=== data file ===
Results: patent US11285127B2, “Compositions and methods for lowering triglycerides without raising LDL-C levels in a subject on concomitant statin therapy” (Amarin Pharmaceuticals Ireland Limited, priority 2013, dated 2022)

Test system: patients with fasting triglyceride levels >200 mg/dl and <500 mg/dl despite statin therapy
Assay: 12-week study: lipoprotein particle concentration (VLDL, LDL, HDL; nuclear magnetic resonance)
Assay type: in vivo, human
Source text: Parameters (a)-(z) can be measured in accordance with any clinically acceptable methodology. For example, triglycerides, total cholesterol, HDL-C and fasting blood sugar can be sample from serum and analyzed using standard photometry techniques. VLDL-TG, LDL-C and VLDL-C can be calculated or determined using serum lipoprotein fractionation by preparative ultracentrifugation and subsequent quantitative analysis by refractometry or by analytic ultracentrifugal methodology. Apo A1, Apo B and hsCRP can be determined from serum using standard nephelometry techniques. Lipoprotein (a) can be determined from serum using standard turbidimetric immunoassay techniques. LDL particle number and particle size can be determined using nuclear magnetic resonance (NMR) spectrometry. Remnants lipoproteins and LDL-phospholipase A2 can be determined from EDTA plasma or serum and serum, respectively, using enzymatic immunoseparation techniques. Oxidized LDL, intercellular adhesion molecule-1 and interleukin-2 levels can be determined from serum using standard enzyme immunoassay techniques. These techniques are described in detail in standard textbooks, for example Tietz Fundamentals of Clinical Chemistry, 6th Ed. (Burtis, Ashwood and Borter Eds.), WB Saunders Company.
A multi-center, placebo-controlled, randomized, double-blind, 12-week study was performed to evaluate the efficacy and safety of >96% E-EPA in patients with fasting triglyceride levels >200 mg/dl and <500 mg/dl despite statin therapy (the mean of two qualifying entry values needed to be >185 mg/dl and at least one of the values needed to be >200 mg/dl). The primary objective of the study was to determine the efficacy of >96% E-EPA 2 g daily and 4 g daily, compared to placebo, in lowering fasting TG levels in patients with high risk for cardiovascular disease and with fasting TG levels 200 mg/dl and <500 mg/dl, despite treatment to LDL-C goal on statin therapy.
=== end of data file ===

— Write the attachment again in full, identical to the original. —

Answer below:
Results: patent US11285127B2, “Compositions and methods for lowering triglycerides without raising LDL-C levels in a subject on concomitant statin therapy” (Amarin Pharmaceuticals Ireland Limited, priority 2013, dated 2022)

Test system: patients with fasting triglyceride levels >200 mg/dl and <500 mg/dl despite statin therapy
Assay: 12-week study: lipoprotein particle concentration (VLDL, LDL, HDL; nuclear magnetic resonance)
Assay type: in vivo, human
Source text: Parameters (a)-(z) can be measured in accordance with any clinically acceptable methodology. For example, triglycerides, total cholesterol, HDL-C and fasting blood sugar can be sample from serum and analyzed using standard photometry techniques. VLDL-TG, LDL-C and VLDL-C can be calculated or determined using serum lipoprotein fractionation by preparative ultracentrifugation and subsequent quantitative analysis by refractometry or by analytic ultracentrifugal methodology. Apo A1, Apo B and hsCRP can be determined from serum using standard nephelometry techniques. Lipoprotein (a) can be determined from serum using standard turbidimetric immunoassay techniques. LDL particle number and particle size can be determined using nuclear magnetic resonance (NMR) spectrometry. Remnants lipoproteins and LDL-phospholipase A2 can be determined from EDTA plasma or serum and serum, respectively, using enzymatic immunoseparation techniques. Oxidized LDL, intercellular adhesion molecule-1 and interleukin-2 levels can be determined from serum using standard enzyme immunoassay techniques. These techniques are described in detail in standard textbooks, for example Tietz Fundamentals of Clinical Chemistry, 6th Ed. (Burtis, Ashwood and Borter Eds.), WB Saunders Company.
A multi-center, placebo-controlled, randomized, double-blind, 12-week study was performed to evaluate the efficacy and safety of >96% E-EPA in patients with fasting triglyceride levels >200 mg/dl and <500 mg/dl despite statin therapy (the mean of two qualifying entry values needed to be >185 mg/dl and at least one of the values needed to be >200 mg/dl). The primary objective of the study was to determine the efficacy of >96% E-EPA 2 g daily and 4 g daily, compared to placebo, in lowering fasting TG levels in patients with high risk for cardiovascular disease and with fasting TG levels 200 mg/dl and <500 mg/dl, despite treatment to LDL-C goal on statin therapy.